There is no way that I can fit a full synthesis of Microsoft’s new post on why it views Windows 8’s app design system as superior to that of iOS into this entry. However, I do want to give you a short window into Microsoft’s thinking.

If you are of the UI/UX persuasion and want to dig into how Microsoft views iOS design, something that is interesting even if you disagree with their conclusions, head here. This post is simply an overview.

Doing it Right

Microsoft, so far as I can tell, honestly feels that it has moved mobile UI design forward. In its discussions of how Windows 8 apps can be ‘chromeless,’ which is to say that they have no unnatural borders, and instead end where the screen ends, the company is confident. Less chrome can mean more space for the app proper, which can be useful in small screen (read: mobile) environments.

The company is also exceptionally proud of Metro, which it compares favorably to several iOS design elements, such as stacks of photos. I have no doubt at all that Microsoft has put all its eggs into the Metro basket because it feels that it is the best design decision that it has made since Windows 95.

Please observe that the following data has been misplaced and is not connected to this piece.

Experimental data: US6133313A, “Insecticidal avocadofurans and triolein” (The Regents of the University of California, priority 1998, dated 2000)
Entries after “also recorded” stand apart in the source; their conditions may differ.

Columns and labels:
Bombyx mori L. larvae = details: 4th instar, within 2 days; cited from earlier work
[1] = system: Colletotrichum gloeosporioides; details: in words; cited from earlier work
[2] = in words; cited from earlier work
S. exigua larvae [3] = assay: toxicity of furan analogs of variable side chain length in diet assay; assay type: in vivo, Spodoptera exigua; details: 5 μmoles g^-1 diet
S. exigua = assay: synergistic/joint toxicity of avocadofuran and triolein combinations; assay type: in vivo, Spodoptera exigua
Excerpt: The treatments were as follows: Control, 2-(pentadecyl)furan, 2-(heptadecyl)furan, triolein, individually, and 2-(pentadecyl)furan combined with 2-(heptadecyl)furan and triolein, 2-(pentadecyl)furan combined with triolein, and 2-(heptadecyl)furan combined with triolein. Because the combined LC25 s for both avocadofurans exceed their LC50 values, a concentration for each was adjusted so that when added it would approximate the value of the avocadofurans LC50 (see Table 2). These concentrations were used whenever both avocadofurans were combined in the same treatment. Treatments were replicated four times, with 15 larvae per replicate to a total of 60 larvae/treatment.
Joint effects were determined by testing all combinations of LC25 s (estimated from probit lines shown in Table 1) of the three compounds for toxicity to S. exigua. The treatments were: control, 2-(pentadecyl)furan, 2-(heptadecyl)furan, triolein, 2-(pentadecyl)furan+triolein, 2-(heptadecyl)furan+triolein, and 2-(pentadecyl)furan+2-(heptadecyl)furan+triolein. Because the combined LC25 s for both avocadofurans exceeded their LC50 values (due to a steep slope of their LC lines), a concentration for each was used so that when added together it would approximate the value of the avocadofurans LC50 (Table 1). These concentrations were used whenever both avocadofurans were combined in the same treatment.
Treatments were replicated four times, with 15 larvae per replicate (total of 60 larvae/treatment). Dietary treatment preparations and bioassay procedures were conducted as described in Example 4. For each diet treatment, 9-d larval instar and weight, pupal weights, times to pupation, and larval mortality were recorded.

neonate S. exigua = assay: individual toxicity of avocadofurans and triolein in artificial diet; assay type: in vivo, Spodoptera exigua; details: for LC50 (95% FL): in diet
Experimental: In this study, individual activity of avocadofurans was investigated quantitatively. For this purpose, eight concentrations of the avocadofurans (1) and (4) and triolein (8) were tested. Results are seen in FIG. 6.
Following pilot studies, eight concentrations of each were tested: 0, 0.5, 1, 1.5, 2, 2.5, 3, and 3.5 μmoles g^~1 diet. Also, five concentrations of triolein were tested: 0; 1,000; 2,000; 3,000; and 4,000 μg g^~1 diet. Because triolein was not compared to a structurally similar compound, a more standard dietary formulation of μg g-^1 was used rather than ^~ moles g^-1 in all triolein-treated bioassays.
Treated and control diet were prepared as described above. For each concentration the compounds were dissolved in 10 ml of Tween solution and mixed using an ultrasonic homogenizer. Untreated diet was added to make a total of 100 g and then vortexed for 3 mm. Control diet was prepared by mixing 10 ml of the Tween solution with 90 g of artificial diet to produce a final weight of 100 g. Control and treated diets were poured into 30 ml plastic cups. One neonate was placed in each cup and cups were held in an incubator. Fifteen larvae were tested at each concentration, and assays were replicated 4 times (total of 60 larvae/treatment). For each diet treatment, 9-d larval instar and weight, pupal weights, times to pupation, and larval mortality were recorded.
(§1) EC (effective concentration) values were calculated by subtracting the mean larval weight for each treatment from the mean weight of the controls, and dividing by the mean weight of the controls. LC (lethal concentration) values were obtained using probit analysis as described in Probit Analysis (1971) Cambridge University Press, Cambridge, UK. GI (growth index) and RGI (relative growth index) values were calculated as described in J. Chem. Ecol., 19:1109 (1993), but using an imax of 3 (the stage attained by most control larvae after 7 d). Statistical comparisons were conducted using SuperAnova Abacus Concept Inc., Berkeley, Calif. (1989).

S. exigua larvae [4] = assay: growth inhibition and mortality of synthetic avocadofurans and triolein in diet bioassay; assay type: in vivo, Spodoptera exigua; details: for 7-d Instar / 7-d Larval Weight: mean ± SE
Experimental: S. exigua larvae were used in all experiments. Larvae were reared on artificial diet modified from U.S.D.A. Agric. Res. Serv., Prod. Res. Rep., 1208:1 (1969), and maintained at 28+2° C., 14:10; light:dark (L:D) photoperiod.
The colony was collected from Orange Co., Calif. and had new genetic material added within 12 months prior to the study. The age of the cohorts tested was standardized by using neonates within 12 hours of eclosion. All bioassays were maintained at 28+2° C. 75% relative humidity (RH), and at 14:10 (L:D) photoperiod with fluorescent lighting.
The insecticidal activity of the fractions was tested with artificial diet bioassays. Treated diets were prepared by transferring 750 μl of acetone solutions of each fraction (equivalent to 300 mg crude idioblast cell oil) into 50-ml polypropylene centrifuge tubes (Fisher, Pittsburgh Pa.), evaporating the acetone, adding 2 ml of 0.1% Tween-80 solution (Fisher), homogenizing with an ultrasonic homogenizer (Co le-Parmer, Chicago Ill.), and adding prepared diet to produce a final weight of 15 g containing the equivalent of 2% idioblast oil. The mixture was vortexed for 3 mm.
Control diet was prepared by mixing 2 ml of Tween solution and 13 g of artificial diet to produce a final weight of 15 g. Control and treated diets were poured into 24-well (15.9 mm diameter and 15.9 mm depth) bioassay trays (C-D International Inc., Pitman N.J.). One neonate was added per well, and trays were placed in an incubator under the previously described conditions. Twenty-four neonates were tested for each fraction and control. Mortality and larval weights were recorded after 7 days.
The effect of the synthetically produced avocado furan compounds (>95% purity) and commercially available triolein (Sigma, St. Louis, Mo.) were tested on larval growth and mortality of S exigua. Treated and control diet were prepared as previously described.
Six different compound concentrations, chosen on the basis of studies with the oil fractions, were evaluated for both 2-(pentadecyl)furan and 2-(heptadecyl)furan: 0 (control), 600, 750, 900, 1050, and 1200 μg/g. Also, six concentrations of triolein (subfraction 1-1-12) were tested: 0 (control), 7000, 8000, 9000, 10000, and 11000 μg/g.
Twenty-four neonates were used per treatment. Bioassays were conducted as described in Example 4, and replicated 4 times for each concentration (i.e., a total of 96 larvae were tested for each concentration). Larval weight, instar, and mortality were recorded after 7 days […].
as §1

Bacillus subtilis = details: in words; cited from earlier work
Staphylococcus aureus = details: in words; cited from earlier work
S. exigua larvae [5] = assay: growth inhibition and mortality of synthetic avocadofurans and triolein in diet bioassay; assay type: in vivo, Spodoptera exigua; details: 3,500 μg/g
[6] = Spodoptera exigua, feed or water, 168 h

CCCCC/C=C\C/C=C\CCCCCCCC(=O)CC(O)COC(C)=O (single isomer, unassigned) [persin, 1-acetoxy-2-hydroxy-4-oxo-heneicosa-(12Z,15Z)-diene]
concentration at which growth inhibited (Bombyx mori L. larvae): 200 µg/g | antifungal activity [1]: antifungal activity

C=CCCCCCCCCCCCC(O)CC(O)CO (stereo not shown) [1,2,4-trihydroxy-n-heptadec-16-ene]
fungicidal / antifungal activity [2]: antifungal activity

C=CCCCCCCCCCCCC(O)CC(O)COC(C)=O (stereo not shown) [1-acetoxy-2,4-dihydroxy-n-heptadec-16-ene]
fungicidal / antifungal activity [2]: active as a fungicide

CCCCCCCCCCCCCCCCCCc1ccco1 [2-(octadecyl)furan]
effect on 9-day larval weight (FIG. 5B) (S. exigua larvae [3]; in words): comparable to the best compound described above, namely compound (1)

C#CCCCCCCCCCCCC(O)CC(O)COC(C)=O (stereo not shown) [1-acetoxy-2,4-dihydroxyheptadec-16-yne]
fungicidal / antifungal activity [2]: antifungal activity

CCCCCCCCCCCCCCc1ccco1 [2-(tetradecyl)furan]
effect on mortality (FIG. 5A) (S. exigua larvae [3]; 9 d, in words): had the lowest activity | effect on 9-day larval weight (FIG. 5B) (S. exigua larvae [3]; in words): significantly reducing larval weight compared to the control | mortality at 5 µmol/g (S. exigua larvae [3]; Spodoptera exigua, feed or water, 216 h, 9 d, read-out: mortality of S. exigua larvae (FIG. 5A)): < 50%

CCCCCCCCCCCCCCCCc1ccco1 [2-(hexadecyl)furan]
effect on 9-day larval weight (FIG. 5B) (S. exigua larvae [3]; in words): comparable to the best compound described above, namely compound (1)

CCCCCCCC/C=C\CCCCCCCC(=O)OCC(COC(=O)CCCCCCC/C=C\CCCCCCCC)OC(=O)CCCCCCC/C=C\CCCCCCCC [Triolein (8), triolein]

Differences, Explained

To hit on a few specifics, Microsoft is very proud of how its system of Contracts and Charms can unify experiences, such as search. We quote, via screenshot, to preserve their formatting (click on the image for a higher-res version, if you find the text hard to read):

2012 03 21 11h35 30 520x376 Microsoft tries to woo iOS developers with massive design case study

Microsoft here, as it does in the rest of its post, pits its solution directly against what Apple offers. Here, the point is that due to the system of ‘Contracts,’ apps can have their data linked together, thus providing for a potentially more in-depth search environment. Put another way, in-app search in Windows 8 is not constrained to a single program, but can be more broad. Microsoft also makes the point here that no room in the app itself is used to support search, instead it is swiped in from the right side. This conserves space.

That’s perhaps a small difference, but Microsoft has a roster of things that it thinks it has the better hand on. And the company intends to make them known.

As a coda to all of this, Microsoft is making this sort of extensive overture to developers and designers because they are a critical component of the success of Windows 8. Either they come, and support the Windows Store, or they don’t, and Windows 8 has a massive app supply problem on its hands. Microsoft is working now to prevent that from ever being a possibility of a reality, by bringing the people who will build the apps that it needs into its fold early, and not late.

Again, if you want the full spiel, check the big post.